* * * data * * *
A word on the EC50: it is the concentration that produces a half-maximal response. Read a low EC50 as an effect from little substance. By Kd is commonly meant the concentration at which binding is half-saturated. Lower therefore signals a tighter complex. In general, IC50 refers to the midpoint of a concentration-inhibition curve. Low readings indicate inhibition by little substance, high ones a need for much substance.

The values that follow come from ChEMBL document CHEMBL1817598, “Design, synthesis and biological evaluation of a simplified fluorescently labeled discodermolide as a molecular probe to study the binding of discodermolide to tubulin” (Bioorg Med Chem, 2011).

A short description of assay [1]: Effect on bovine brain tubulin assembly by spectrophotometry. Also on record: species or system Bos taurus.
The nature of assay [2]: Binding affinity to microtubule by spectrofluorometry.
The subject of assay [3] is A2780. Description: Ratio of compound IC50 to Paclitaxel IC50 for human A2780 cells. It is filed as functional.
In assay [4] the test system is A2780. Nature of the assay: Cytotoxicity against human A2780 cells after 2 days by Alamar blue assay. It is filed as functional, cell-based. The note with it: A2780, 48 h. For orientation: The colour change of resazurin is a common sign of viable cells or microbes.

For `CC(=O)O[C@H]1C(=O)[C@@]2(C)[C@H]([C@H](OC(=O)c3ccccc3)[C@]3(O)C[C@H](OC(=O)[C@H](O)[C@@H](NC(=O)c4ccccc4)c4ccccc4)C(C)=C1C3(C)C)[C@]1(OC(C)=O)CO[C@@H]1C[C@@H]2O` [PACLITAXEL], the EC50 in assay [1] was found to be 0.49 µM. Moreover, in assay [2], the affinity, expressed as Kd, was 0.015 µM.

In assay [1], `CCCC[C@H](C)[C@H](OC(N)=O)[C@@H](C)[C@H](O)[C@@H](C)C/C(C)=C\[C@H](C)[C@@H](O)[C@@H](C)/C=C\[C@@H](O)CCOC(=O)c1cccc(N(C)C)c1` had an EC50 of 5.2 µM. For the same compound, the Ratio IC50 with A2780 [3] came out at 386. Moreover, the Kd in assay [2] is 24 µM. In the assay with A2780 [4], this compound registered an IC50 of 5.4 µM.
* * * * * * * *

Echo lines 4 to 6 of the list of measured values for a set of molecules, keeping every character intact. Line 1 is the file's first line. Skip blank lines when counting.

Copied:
The nature of assay [2]: Binding affinity to microtubule by spectrofluorometry.
The subject of assay [3] is A2780. Description: Ratio of compound IC50 to Paclitaxel IC50 for human A2780 cells. It is filed as functional.
In assay [4] the test system is A2780. Nature of the assay: Cytotoxicity against human A2780 cells after 2 days by Alamar blue assay. It is filed as functional, cell-based. The note with it: A2780, 48 h. For orientation: The colour change of resazurin is a common sign of viable cells or microbes.